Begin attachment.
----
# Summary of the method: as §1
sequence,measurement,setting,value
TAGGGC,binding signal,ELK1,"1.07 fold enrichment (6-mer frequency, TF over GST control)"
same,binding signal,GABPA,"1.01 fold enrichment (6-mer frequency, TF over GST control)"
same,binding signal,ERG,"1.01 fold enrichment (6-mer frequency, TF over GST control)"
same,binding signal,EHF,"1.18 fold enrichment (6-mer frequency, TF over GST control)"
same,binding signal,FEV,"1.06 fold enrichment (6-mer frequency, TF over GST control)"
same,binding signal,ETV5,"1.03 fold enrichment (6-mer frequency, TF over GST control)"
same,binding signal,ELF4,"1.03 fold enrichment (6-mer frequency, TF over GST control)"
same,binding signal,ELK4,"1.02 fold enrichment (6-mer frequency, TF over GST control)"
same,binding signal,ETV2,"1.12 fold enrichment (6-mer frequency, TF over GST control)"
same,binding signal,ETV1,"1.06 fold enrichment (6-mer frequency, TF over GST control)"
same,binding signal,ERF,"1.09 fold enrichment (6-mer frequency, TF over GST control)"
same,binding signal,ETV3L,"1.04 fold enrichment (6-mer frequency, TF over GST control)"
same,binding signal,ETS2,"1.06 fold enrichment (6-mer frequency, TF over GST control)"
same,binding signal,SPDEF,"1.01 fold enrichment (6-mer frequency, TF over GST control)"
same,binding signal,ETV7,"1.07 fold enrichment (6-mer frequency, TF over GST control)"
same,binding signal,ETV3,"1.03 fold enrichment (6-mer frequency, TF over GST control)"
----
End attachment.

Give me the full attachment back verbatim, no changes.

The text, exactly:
# Summary of the method: as §1
sequence,measurement,setting,value
TAGGGC,binding signal,ELK1,"1.07 fold enrichment (6-mer frequency, TF over GST control)"
same,binding signal,GABPA,"1.01 fold enrichment (6-mer frequency, TF over GST control)"
same,binding signal,ERG,"1.01 fold enrichment (6-mer frequency, TF over GST control)"
same,binding signal,EHF,"1.18 fold enrichment (6-mer frequency, TF over GST control)"
same,binding signal,FEV,"1.06 fold enrichment (6-mer frequency, TF over GST control)"
same,binding signal,ETV5,"1.03 fold enrichment (6-mer frequency, TF over GST control)"
same,binding signal,ELF4,"1.03 fold enrichment (6-mer frequency, TF over GST control)"
same,binding signal,ELK4,"1.02 fold enrichment (6-mer frequency, TF over GST control)"
same,binding signal,ETV2,"1.12 fold enrichment (6-mer frequency, TF over GST control)"
same,binding signal,ETV1,"1.06 fold enrichment (6-mer frequency, TF over GST control)"
same,binding signal,ERF,"1.09 fold enrichment (6-mer frequency, TF over GST control)"
same,binding signal,ETV3L,"1.04 fold enrichment (6-mer frequency, TF over GST control)"
same,binding signal,ETS2,"1.06 fold enrichment (6-mer frequency, TF over GST control)"
same,binding signal,SPDEF,"1.01 fold enrichment (6-mer frequency, TF over GST control)"
same,binding signal,ETV7,"1.07 fold enrichment (6-mer frequency, TF over GST control)"
same,binding signal,ETV3,"1.03 fold enrichment (6-mer frequency, TF over GST control)"